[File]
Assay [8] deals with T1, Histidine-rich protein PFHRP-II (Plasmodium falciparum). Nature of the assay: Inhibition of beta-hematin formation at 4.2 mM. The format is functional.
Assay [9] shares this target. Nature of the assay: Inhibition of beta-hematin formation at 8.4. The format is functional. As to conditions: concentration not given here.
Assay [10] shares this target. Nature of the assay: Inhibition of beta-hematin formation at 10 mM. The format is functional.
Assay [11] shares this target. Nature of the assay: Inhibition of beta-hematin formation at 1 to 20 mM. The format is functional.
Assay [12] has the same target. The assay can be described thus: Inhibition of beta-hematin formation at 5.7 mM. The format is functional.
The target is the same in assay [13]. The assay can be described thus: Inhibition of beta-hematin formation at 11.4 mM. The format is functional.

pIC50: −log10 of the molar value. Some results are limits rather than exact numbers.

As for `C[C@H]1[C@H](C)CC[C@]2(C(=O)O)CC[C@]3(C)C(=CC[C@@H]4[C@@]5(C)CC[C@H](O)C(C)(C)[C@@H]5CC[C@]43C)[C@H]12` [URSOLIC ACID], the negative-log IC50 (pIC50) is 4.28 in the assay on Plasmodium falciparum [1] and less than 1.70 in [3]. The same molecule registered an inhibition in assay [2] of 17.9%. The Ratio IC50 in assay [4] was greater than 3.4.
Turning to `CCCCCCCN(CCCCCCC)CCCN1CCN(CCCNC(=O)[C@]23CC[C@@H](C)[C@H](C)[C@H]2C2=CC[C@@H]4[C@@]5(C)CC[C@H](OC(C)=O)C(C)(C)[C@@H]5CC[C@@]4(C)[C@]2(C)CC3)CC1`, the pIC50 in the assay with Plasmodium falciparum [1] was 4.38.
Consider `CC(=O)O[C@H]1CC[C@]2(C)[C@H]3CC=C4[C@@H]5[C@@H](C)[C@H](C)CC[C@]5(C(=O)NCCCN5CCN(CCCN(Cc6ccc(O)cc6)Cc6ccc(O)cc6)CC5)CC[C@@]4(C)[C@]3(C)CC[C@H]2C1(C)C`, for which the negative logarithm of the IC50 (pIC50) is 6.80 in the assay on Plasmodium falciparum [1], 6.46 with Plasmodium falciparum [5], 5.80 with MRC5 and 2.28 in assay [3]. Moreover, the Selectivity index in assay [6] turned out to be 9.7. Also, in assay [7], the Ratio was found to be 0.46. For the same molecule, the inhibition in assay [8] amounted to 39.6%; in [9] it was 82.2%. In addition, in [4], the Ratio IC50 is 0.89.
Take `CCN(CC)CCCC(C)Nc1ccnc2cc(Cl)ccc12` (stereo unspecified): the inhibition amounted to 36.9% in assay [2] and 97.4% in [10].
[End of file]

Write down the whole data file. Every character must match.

Assay [8] deals with T1, Histidine-rich protein PFHRP-II (Plasmodium falciparum). Nature of the assay: Inhibition of beta-hematin formation at 4.2 mM. The format is functional.
Assay [9] shares this target. Nature of the assay: Inhibition of beta-hematin formation at 8.4. The format is functional. As to conditions: concentration not given here.
Assay [10] shares this target. Nature of the assay: Inhibition of beta-hematin formation at 10 mM. The format is functional.
Assay [11] shares this target. Nature of the assay: Inhibition of beta-hematin formation at 1 to 20 mM. The format is functional.
Assay [12] has the same target. The assay can be described thus: Inhibition of beta-hematin formation at 5.7 mM. The format is functional.
The target is the same in assay [13]. The assay can be described thus: Inhibition of beta-hematin formation at 11.4 mM. The format is functional.

pIC50: −log10 of the molar value. Some results are limits rather than exact numbers.

As for `C[C@H]1[C@H](C)CC[C@]2(C(=O)O)CC[C@]3(C)C(=CC[C@@H]4[C@@]5(C)CC[C@H](O)C(C)(C)[C@@H]5CC[C@]43C)[C@H]12` [URSOLIC ACID], the negative-log IC50 (pIC50) is 4.28 in the assay on Plasmodium falciparum [1] and less than 1.70 in [3]. The same molecule registered an inhibition in assay [2] of 17.9%. The Ratio IC50 in assay [4] was greater than 3.4.
Turning to `CCCCCCCN(CCCCCCC)CCCN1CCN(CCCNC(=O)[C@]23CC[C@@H](C)[C@H](C)[C@H]2C2=CC[C@@H]4[C@@]5(C)CC[C@H](OC(C)=O)C(C)(C)[C@@H]5CC[C@@]4(C)[C@]2(C)CC3)CC1`, the pIC50 in the assay with Plasmodium falciparum [1] was 4.38.
Consider `CC(=O)O[C@H]1CC[C@]2(C)[C@H]3CC=C4[C@@H]5[C@@H](C)[C@H](C)CC[C@]5(C(=O)NCCCN5CCN(CCCN(Cc6ccc(O)cc6)Cc6ccc(O)cc6)CC5)CC[C@@]4(C)[C@]3(C)CC[C@H]2C1(C)C`, for which the negative logarithm of the IC50 (pIC50) is 6.80 in the assay on Plasmodium falciparum [1], 6.46 with Plasmodium falciparum [5], 5.80 with MRC5 and 2.28 in assay [3]. Moreover, the Selectivity index in assay [6] turned out to be 9.7. Also, in assay [7], the Ratio was found to be 0.46. For the same molecule, the inhibition in assay [8] amounted to 39.6%; in [9] it was 82.2%. In addition, in [4], the Ratio IC50 is 0.89.
Take `CCN(CC)CCCC(C)Nc1ccnc2cc(Cl)ccc12` (stereo unspecified): the inhibition amounted to 36.9% in assay [2] and 97.4% in [10].